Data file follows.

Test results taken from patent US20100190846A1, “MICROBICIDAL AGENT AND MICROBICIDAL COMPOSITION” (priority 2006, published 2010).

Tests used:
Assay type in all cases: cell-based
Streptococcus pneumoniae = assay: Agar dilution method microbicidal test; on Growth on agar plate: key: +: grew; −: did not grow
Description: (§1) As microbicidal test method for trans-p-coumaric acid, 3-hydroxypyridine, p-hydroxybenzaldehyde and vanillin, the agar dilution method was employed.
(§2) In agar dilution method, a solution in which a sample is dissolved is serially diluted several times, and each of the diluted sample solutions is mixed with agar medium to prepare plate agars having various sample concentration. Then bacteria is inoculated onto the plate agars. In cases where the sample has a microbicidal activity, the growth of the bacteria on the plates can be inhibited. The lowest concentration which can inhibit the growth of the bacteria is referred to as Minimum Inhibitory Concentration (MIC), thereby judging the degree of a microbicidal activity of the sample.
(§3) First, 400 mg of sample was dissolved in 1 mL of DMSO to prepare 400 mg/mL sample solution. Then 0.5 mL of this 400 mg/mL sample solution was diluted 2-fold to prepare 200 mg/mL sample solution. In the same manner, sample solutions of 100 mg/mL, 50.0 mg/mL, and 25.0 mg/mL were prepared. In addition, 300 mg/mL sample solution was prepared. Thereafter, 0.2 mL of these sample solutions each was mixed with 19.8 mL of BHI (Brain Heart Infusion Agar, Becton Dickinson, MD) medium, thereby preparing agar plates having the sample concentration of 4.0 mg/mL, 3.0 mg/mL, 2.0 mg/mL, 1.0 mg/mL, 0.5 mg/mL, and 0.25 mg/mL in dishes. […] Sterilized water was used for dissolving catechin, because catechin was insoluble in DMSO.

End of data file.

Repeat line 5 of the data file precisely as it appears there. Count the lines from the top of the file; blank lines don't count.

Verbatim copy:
Description: (§1) As microbicidal test method for trans-p-coumaric acid, 3-hydroxypyridine, p-hydroxybenzaldehyde and vanillin, the agar dilution method was employed.